Gyles Brandreth is a former politician, turned author, actor, broadcaster, journalist, television pundit and in-demand after dinner speaker. In his political guise, he was a Whip and Lord Commissioner of the Treasury in the John Major government, a period he has written about in Breaking the Code: Westminster Diaries. His books include the biographies Philip & Elizabeth: Portrait of a Marriage and Charles & Camilla: Portrait of a Love Affair, a series of Oscar Wilde Murder Mysteries, New York Times bestseller The Joy of Lex, children's books, plays and more.
He has made numerous appearances in television programmes such as Countdown, QI and Have I Got News for You, on radio in Just a Minute, Whispers, and Living with the Enemy (which he co-wrote), on the stage in productions of Zipp! One hundred musicals for less than the price of one, Twelfth Night: The Musical, and in his one-man show The One to One Show.
His awards include a Sony Award for Radio Broadcasting, a Channel 4 award for political impact, a British Press Award for his journalism, an Olivier for his theatre production and a British Tourist Authority Come to Britain Trophy. He holds the world record for the longest after dinner speech ever made, at twelve and a half hours.
"Terrific - the first standing ovation for a speaker we've ever had."
DEFENCE INDUSTRY SECURITY ASSOCIATION, 2010
"Probably the best public speaker I have heard"
"In seventeen years in the industry, the best host I have seen or heard"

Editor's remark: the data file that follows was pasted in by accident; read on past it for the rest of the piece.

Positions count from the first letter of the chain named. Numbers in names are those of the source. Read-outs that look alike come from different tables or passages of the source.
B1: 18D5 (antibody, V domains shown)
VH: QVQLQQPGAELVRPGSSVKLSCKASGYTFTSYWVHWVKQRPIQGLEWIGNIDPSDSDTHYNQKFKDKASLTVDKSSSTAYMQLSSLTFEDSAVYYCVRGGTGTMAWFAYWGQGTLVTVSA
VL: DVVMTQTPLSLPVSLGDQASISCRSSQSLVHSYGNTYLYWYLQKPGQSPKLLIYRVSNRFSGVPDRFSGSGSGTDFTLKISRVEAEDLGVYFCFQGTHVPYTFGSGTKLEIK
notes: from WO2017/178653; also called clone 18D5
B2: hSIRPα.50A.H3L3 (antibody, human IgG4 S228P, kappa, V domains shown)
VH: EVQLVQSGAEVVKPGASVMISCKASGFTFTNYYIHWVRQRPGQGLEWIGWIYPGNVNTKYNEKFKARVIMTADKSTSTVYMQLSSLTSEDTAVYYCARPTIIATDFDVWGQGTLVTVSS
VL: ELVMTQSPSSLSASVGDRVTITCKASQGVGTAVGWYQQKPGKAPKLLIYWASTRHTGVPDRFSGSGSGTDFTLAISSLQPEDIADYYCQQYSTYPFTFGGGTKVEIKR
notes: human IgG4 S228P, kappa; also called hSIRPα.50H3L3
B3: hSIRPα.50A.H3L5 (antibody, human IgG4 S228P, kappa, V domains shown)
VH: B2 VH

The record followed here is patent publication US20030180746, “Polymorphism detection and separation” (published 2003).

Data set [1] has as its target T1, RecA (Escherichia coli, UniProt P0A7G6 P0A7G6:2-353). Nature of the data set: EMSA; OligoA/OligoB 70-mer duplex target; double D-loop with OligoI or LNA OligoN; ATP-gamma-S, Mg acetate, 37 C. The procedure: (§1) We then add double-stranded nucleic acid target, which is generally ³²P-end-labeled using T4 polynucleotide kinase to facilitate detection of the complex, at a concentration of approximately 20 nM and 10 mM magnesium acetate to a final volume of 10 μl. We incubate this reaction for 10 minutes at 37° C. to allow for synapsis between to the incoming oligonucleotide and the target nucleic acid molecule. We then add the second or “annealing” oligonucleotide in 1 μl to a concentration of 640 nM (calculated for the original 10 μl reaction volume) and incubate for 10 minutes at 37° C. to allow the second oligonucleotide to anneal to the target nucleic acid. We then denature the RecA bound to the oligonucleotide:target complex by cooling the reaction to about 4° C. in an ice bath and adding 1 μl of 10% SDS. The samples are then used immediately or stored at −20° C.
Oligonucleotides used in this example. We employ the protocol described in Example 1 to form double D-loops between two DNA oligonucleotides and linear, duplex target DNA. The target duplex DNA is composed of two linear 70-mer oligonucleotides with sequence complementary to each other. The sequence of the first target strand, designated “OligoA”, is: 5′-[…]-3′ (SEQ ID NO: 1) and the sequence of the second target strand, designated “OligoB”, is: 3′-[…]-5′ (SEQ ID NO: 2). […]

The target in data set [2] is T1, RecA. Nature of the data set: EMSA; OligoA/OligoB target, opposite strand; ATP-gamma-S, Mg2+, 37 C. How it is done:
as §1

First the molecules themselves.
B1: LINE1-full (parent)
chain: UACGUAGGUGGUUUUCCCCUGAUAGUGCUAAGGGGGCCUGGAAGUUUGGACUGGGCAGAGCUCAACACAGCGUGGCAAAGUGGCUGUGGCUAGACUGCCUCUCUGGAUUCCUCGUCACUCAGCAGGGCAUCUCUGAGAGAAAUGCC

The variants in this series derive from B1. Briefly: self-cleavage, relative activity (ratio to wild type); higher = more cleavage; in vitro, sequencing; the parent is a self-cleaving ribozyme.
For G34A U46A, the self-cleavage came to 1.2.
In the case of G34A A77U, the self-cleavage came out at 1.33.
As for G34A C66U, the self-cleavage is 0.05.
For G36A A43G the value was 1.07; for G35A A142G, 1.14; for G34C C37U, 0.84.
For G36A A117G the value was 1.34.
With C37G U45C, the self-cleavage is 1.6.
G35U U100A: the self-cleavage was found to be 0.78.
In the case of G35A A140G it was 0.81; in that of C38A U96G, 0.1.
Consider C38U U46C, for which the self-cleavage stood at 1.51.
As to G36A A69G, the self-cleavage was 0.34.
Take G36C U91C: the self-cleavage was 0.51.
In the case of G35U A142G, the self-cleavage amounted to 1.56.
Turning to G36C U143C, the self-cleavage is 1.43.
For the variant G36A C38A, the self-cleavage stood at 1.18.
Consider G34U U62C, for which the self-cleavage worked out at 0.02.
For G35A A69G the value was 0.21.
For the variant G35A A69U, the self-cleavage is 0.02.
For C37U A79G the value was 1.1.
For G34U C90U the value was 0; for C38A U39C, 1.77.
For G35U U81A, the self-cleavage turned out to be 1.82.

FRENCH TRAVEL TRADE AWARDS 2010
"A speech that made an ordinary dinner into something special"
SECURITIES & INVESTMENT INSTITUTE, 2006
"Brilliantly researched and tailored to the occasion... relevant, powerful and entertaining"
MONEY MARKETS CONFERENCE, BARCELONA, 2006
& the Nest of Vipers
The fourth of Gyles Brandreth's acclaimed series of Victorian murder mysteries, Oscar Wilde and the Nest of Vipers opens in the spring of 1890 at a glamorous reception hosted by the Duke and Duchess of Albemarle. All London's haut monde is there, including the Prince of Wales, who counts the Albemarles as close friends. Although it is the first time Oscar and Bertie have met, Oscar seems far more interested in Rex LaSalle, a young actor, who disarmingly claims to be a vampire... However, what begins as a diverting evening ends in tragedy. As the guests are leaving, the Duchess is found murdered, two tiny puncture marks in her throat. No one has entered the house; no one has left. Desperate to avoid another scandal, the Prince of Wales asks Oscar to investigate the crime. What he discovers threatens to destroy the very heart of the Royal Family...BUY NOW: Oscar Wilde and the Nest of Vipers
John Major's Government
The Royal Family
After Dinner Speeches
Speakers own website: